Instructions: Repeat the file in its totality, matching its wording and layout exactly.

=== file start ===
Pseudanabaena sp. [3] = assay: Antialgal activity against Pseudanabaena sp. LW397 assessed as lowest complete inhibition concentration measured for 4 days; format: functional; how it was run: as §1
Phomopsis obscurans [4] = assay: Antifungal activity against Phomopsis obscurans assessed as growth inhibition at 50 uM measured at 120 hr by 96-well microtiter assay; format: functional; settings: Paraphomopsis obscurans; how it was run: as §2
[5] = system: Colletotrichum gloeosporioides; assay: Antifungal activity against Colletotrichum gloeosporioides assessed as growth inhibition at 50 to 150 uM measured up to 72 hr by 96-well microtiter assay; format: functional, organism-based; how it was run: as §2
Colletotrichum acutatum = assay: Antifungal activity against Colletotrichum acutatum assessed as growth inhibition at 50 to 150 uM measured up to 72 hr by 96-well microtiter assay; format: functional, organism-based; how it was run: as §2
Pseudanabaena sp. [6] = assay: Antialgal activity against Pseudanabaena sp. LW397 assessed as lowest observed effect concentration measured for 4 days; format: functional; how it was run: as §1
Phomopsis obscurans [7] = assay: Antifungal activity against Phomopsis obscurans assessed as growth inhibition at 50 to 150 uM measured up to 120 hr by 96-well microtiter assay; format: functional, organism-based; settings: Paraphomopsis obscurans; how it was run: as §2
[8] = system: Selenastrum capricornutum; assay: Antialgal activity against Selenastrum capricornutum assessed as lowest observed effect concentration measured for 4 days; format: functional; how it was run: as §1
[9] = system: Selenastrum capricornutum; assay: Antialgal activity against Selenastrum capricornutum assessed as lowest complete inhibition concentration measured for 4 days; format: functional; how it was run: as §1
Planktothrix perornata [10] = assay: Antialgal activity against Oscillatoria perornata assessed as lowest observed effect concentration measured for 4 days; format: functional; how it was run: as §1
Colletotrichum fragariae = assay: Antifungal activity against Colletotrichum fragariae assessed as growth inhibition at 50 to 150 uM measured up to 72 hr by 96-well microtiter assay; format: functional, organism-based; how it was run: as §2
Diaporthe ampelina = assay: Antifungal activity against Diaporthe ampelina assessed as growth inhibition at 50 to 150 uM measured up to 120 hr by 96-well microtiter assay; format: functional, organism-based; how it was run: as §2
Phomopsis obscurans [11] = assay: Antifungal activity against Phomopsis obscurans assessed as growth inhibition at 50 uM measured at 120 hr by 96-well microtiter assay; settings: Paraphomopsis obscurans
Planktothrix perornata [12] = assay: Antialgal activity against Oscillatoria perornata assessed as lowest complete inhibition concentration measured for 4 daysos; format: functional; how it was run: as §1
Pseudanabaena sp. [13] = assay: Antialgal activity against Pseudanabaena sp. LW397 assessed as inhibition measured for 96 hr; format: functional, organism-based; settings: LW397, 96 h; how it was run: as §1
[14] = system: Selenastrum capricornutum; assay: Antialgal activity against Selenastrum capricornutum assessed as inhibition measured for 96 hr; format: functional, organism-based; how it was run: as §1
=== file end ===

Pseudanabaena sp. [3] = assay: Antialgal activity against Pseudanabaena sp. LW397 assessed as lowest complete inhibition concentration measured for 4 days; format: functional; how it was run: as §1
Phomopsis obscurans [4] = assay: Antifungal activity against Phomopsis obscurans assessed as growth inhibition at 50 uM measured at 120 hr by 96-well microtiter assay; format: functional; settings: Paraphomopsis obscurans; how it was run: as §2
[5] = system: Colletotrichum gloeosporioides; assay: Antifungal activity against Colletotrichum gloeosporioides assessed as growth inhibition at 50 to 150 uM measured up to 72 hr by 96-well microtiter assay; format: functional, organism-based; how it was run: as §2
Colletotrichum acutatum = assay: Antifungal activity against Colletotrichum acutatum assessed as growth inhibition at 50 to 150 uM measured up to 72 hr by 96-well microtiter assay; format: functional, organism-based; how it was run: as §2
Pseudanabaena sp. [6] = assay: Antialgal activity against Pseudanabaena sp. LW397 assessed as lowest observed effect concentration measured for 4 days; format: functional; how it was run: as §1
Phomopsis obscurans [7] = assay: Antifungal activity against Phomopsis obscurans assessed as growth inhibition at 50 to 150 uM measured up to 120 hr by 96-well microtiter assay; format: functional, organism-based; settings: Paraphomopsis obscurans; how it was run: as §2
[8] = system: Selenastrum capricornutum; assay: Antialgal activity against Selenastrum capricornutum assessed as lowest observed effect concentration measured for 4 days; format: functional; how it was run: as §1
[9] = system: Selenastrum capricornutum; assay: Antialgal activity against Selenastrum capricornutum assessed as lowest complete inhibition concentration measured for 4 days; format: functional; how it was run: as §1
Planktothrix perornata [10] = assay: Antialgal activity against Oscillatoria perornata assessed as lowest observed effect concentration measured for 4 days; format: functional; how it was run: as §1
Colletotrichum fragariae = assay: Antifungal activity against Colletotrichum fragariae assessed as growth inhibition at 50 to 150 uM measured up to 72 hr by 96-well microtiter assay; format: functional, organism-based; how it was run: as §2
Diaporthe ampelina = assay: Antifungal activity against Diaporthe ampelina assessed as growth inhibition at 50 to 150 uM measured up to 120 hr by 96-well microtiter assay; format: functional, organism-based; how it was run: as §2
Phomopsis obscurans [11] = assay: Antifungal activity against Phomopsis obscurans assessed as growth inhibition at 50 uM measured at 120 hr by 96-well microtiter assay; settings: Paraphomopsis obscurans
Planktothrix perornata [12] = assay: Antialgal activity against Oscillatoria perornata assessed as lowest complete inhibition concentration measured for 4 daysos; format: functional; how it was run: as §1
Pseudanabaena sp. [13] = assay: Antialgal activity against Pseudanabaena sp. LW397 assessed as inhibition measured for 96 hr; format: functional, organism-based; settings: LW397, 96 h; how it was run: as §1
[14] = system: Selenastrum capricornutum; assay: Antialgal activity against Selenastrum capricornutum assessed as inhibition measured for 96 hr; format: functional, organism-based; how it was run: as §1